These general prohibitions have been implemented for all national forest wildernesses in order to implement the provisions of the Wilderness Act of 1964. The Wilderness Act requires management of human-caused impacts and protection of the area's wilderness character to insure that it is "unimpaired for the future use and enjoyment as wilderness." Use of the equipment listed as prohibited in wilderness is inconsistent with the provision in the Wilderness Act which mandates opportunities for solitude or primitive recreation and that wilderness is a place that is in contrast with areas where people and their works are dominant.

Wilderness-Specific Regulations

Wilderness managers often need to take action to limit the impacts caused by visitor activities in order to protect the natural conditions of wilderness as required by the Wilderness Act of 1964. Managers typically implement 'indirect' types of actions such as information and education measures before selecting more restrictive measures. When regulations are necessary, they are implemented with the specific intent of balancing the need to preserve the character of the wilderness while providing for the use and enjoyment of wilderness.

The following wilderness regulations are in effect for this area. Not all regulations are in effect for every wilderness. Contact the Forest Service office or visit the websites listed for more specific information about the regulations listed.

ALL VISITORS

Camfires of any kind are prohibited inside the Mt. Charleston Wilderness. Campstoves are not restricted within the Wilderness. (From: GMP for the SMNRA, Amend. to the LRMP, Toiyabe National Forest, pg. 40)

Permits are required for publicized and/or orgainized events with 15 or more participants if any portion of the activity takes place within the Wilderness. Special Use Permits are required for outfitter guide services such as hiking, equestrian and climbing activites. Contact the Spring Mountains NRA at 702-515-5400 to obtain the permit. Competitive events are prohibited in the Wilderness. (From: GMP for the SMNRA, Amend. to the LRMP, Toiyabe National Forest, pg. 40)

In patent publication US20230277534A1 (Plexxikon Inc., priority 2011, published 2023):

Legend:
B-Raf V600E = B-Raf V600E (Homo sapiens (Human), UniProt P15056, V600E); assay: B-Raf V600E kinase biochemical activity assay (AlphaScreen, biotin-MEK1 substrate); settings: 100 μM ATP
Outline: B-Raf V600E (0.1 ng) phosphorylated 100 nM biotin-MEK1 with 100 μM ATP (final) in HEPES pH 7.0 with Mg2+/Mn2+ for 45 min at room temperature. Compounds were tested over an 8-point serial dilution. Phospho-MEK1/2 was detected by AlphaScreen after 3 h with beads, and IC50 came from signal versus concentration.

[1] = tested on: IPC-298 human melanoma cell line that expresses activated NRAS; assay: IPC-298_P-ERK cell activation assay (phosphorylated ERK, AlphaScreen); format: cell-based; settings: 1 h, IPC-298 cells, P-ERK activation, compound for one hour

STOCK USERS

A maximum of 15 pack or saddle stock are permitted to use the trails in the Wilderness for organized trail rides. Pack and saddle stock are limited to day use on all South Loop Trail and on North Loop Trail from Trail Canyon trail junction to Charleston Peak (see Map at http://www.fs.fed.us/r4/htnf/recreation/hike_backpack/smnra/north_and_south_loop_trail.shtml. (From: GMP for the SMNRA, Amend. to the LRMP, Toiyabe National Forest, pg. 40)

OVERNIGHT VISITORS

Free wilderness permits are required year-round for any overnight stay in the Mt. Charleston Wilderness. Permits are not required for day hikes. Permits are self-issuing and do not require a reservation. These permits are available at most entry points (e.g., trailheads). Simply fill out the form, leave the "official use copy" in the drop box at the entry point, and keep the "visitor copy" with you at all times while staying overnight in the Wilderness. (From: GMP for the SMNRA, Amend. to the LRMP, Toiyabe National Forest, pg. 39)


Learn more about why regulations may be necessary in wilderness.